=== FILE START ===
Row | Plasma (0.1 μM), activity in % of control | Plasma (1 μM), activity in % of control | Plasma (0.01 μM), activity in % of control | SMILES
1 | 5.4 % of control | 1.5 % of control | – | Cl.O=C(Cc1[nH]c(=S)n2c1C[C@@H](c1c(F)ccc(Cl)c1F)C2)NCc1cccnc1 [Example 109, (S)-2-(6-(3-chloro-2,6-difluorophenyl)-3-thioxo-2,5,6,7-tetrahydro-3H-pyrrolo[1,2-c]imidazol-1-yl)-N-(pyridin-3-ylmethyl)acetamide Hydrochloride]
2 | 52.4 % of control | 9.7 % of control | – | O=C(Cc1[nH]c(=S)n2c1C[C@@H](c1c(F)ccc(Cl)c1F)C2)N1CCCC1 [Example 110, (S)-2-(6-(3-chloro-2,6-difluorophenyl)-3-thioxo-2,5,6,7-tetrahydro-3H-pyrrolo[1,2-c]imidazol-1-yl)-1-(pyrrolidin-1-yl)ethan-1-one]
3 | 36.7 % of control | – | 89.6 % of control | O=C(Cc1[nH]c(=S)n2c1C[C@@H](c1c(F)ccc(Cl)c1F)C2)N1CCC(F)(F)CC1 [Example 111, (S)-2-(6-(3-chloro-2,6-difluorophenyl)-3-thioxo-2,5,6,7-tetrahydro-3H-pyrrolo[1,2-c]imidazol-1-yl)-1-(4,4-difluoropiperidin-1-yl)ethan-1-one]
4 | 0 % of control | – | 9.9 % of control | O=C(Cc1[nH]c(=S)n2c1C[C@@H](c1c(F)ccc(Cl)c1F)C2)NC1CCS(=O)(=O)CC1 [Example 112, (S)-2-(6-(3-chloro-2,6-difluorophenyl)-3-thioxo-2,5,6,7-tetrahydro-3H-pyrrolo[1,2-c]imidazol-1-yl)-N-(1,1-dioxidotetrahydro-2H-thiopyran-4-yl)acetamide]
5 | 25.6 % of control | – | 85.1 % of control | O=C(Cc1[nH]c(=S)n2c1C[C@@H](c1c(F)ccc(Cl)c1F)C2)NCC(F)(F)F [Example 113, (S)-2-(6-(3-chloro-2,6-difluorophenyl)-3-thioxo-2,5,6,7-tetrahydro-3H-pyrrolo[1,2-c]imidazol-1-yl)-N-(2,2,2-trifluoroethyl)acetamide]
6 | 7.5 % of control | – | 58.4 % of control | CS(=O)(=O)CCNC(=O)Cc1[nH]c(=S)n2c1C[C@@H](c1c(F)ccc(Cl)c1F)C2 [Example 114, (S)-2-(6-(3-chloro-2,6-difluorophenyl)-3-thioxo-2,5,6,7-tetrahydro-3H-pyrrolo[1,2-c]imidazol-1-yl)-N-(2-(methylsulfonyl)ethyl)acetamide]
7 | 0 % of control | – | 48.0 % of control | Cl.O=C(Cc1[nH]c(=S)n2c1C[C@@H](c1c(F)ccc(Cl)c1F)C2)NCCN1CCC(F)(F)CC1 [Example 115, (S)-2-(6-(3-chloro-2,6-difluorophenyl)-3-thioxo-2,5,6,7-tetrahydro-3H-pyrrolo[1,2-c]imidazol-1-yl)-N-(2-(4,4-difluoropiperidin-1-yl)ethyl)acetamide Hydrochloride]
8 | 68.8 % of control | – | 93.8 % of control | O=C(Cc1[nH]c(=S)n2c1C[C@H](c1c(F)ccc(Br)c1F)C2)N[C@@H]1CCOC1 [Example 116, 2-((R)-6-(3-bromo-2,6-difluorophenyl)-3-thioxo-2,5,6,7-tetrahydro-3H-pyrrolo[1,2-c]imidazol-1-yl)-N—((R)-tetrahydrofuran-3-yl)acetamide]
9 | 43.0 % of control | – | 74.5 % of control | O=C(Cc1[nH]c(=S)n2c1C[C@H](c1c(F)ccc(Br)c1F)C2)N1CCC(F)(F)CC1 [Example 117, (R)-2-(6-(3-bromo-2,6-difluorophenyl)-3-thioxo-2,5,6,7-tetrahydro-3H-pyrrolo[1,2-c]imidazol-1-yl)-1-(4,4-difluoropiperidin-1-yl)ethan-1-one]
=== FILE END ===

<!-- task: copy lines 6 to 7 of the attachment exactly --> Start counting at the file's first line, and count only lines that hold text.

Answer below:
5 | 25.6 % of control | – | 85.1 % of control | O=C(Cc1[nH]c(=S)n2c1C[C@@H](c1c(F)ccc(Cl)c1F)C2)NCC(F)(F)F [Example 113, (S)-2-(6-(3-chloro-2,6-difluorophenyl)-3-thioxo-2,5,6,7-tetrahydro-3H-pyrrolo[1,2-c]imidazol-1-yl)-N-(2,2,2-trifluoroethyl)acetamide]
6 | 7.5 % of control | – | 58.4 % of control | CS(=O)(=O)CCNC(=O)Cc1[nH]c(=S)n2c1C[C@@H](c1c(F)ccc(Cl)c1F)C2 [Example 114, (S)-2-(6-(3-chloro-2,6-difluorophenyl)-3-thioxo-2,5,6,7-tetrahydro-3H-pyrrolo[1,2-c]imidazol-1-yl)-N-(2-(methylsulfonyl)ethyl)acetamide]